Claim your name on Google Scholar

IMG_3814Have you noticed that some people have claimed their name on Google Scholar? If you click on them, you can get all their articles. You need to do this for yourself. It makes it much easier to keep track of your publications. This is particularly true if you have a common name.

I just helped one of our Research Scientists claim her name. It is neither rare, nor common, Debra A. Brock. This is how we did it. There are no doubt other ways. First she signed into her Gmail account. I don’t know if you have to have one, but I wouldn’t be surprised if you did. Then we signed into Google Scholar. There was a link to Citations in the top right of the menu bar. We clicked on it. She entered information on her profile and an academic email. I don’t know if the academic email is required. Then she chose “Pick my citations,” and a list came up. All but one of them was hers, so we unclicked that one. Then we chose “Back to List” and then “Next Step.” She chose to automatically update and to make her profile public. This is what it looks like: Debra A. Brock. It really makes it handy to find people when one is thinking of hiring someone, or nominating someone for a prize, or writing a letter of reference. So go ahead and claim your name! You can link in all your publications, excluding others of similar names.

About Joan E. Strassmann

Evolutionary biologist, studies social behavior in insects & microbes, interested in education, travel, birds, tropics, nature, food; biology professor at Washington University in St. Louis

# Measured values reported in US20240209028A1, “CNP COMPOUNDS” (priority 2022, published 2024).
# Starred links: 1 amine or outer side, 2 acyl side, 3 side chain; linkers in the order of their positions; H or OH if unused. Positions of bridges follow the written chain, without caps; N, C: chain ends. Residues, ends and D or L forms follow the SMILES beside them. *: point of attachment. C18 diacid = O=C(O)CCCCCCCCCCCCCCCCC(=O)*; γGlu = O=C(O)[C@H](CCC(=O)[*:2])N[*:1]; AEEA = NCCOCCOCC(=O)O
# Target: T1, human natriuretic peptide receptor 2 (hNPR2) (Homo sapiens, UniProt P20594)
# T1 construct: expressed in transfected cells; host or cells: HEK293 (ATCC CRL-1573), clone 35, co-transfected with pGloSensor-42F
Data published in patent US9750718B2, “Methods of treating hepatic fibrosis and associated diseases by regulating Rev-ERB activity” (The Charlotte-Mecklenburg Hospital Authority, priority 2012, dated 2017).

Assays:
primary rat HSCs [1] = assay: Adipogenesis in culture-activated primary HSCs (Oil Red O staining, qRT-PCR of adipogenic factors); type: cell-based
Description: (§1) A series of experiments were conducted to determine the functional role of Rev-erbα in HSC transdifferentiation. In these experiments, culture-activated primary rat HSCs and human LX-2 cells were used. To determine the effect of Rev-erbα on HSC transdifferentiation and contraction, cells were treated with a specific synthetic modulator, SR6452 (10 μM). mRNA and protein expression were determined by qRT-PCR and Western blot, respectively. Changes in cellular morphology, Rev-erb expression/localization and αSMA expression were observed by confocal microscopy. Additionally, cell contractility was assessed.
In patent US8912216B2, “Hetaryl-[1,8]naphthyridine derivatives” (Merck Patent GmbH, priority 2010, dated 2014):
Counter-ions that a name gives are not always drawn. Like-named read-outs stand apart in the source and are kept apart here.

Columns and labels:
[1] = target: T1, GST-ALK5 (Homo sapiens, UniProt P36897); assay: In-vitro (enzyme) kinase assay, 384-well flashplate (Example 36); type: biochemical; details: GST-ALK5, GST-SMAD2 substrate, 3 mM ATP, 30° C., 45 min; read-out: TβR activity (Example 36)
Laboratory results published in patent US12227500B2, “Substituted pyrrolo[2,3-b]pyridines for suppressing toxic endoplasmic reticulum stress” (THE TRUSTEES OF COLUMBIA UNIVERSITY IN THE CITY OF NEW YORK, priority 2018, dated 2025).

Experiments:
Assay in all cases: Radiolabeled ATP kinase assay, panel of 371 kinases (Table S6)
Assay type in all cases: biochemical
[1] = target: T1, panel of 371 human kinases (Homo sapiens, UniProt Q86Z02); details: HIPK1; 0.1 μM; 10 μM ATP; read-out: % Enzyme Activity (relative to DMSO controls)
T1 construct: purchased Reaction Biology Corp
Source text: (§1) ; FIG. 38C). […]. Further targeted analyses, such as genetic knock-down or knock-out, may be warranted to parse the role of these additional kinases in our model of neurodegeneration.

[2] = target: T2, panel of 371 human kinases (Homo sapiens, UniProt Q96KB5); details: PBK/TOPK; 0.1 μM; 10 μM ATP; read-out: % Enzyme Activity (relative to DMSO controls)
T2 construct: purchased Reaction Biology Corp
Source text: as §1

This entry was posted in Managing an academic career, New assistant professor, Scientific community. Bookmark the permalink.

7 Responses to Claim your name on Google Scholar

  1. Also, if you don’t receive your confirmation email, be sure to check your spam file (took me 6 months to figure that one out).

  2. Joel Parker says:

    Another perk are the notifications with a link whenever Google detects one of your papers is cited.

    • Yes, and Google can also figure out the kinds of papers you are interested in and tell you about them, even if you are not cited. Why not take advantage of the positive of the slightly creepy side of the internet?

      • I’ve found this creepy side to be extremely useful, even with my limited publication record, it provides extremely useful suggestions. These suggestions often come from journal and authors I would not have otherwise read.

        Also, if you have a Google Scholar profile then other people can choose to “follow” your profile and receive an email whenever Google detects that you published something new. I’ve used this feature to follow authors with interests similar to mine. This last feature makes Google Scholar useful not only to young scientists (i.e. ones that need to be easy to find for hiring decisions) but also to more established ones.

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